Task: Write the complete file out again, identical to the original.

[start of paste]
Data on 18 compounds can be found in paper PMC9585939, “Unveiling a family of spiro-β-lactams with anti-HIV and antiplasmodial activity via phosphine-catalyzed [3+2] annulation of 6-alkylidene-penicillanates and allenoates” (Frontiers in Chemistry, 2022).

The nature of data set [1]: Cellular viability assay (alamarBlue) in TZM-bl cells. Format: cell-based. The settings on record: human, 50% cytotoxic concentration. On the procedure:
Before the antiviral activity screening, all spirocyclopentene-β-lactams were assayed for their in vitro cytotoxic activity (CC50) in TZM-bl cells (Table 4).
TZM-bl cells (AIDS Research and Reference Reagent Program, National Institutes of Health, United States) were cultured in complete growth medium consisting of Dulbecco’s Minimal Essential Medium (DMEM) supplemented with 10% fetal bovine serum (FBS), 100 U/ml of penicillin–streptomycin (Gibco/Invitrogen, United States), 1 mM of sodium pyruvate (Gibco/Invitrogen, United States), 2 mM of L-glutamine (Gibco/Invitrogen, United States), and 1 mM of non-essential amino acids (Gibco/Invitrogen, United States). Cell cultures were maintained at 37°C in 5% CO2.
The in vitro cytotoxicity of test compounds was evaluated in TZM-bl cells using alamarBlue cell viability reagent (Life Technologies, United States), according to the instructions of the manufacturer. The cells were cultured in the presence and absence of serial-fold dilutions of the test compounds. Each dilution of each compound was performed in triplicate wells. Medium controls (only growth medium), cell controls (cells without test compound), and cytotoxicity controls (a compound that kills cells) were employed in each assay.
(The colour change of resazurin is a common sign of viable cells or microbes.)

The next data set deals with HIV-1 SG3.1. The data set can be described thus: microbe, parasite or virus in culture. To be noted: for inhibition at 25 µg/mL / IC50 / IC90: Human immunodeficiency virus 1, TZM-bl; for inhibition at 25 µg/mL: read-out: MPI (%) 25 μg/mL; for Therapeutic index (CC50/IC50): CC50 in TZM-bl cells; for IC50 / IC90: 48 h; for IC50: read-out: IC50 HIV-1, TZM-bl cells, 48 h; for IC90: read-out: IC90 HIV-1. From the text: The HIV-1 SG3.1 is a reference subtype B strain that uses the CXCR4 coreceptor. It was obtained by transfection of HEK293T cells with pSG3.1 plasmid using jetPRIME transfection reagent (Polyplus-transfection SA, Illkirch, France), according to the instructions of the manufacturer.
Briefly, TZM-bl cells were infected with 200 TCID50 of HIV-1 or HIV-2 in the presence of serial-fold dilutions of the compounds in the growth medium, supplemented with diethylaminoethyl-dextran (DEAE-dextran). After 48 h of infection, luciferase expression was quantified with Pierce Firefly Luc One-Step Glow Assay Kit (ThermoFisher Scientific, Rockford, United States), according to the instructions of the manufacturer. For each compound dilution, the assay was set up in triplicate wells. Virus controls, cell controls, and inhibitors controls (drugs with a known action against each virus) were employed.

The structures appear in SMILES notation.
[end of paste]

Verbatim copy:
Data on 18 compounds can be found in paper PMC9585939, “Unveiling a family of spiro-β-lactams with anti-HIV and antiplasmodial activity via phosphine-catalyzed [3+2] annulation of 6-alkylidene-penicillanates and allenoates” (Frontiers in Chemistry, 2022).

The nature of data set [1]: Cellular viability assay (alamarBlue) in TZM-bl cells. Format: cell-based. The settings on record: human, 50% cytotoxic concentration. On the procedure:
Before the antiviral activity screening, all spirocyclopentene-β-lactams were assayed for their in vitro cytotoxic activity (CC50) in TZM-bl cells (Table 4).
TZM-bl cells (AIDS Research and Reference Reagent Program, National Institutes of Health, United States) were cultured in complete growth medium consisting of Dulbecco’s Minimal Essential Medium (DMEM) supplemented with 10% fetal bovine serum (FBS), 100 U/ml of penicillin–streptomycin (Gibco/Invitrogen, United States), 1 mM of sodium pyruvate (Gibco/Invitrogen, United States), 2 mM of L-glutamine (Gibco/Invitrogen, United States), and 1 mM of non-essential amino acids (Gibco/Invitrogen, United States). Cell cultures were maintained at 37°C in 5% CO2.
The in vitro cytotoxicity of test compounds was evaluated in TZM-bl cells using alamarBlue cell viability reagent (Life Technologies, United States), according to the instructions of the manufacturer. The cells were cultured in the presence and absence of serial-fold dilutions of the test compounds. Each dilution of each compound was performed in triplicate wells. Medium controls (only growth medium), cell controls (cells without test compound), and cytotoxicity controls (a compound that kills cells) were employed in each assay.
(The colour change of resazurin is a common sign of viable cells or microbes.)

The next data set deals with HIV-1 SG3.1. The data set can be described thus: microbe, parasite or virus in culture. To be noted: for inhibition at 25 µg/mL / IC50 / IC90: Human immunodeficiency virus 1, TZM-bl; for inhibition at 25 µg/mL: read-out: MPI (%) 25 μg/mL; for Therapeutic index (CC50/IC50): CC50 in TZM-bl cells; for IC50 / IC90: 48 h; for IC50: read-out: IC50 HIV-1, TZM-bl cells, 48 h; for IC90: read-out: IC90 HIV-1. From the text: The HIV-1 SG3.1 is a reference subtype B strain that uses the CXCR4 coreceptor. It was obtained by transfection of HEK293T cells with pSG3.1 plasmid using jetPRIME transfection reagent (Polyplus-transfection SA, Illkirch, France), according to the instructions of the manufacturer.
Briefly, TZM-bl cells were infected with 200 TCID50 of HIV-1 or HIV-2 in the presence of serial-fold dilutions of the compounds in the growth medium, supplemented with diethylaminoethyl-dextran (DEAE-dextran). After 48 h of infection, luciferase expression was quantified with Pierce Firefly Luc One-Step Glow Assay Kit (ThermoFisher Scientific, Rockford, United States), according to the instructions of the manufacturer. For each compound dilution, the assay was set up in triplicate wells. Virus controls, cell controls, and inhibitors controls (drugs with a known action against each virus) were employed.

The structures appear in SMILES notation.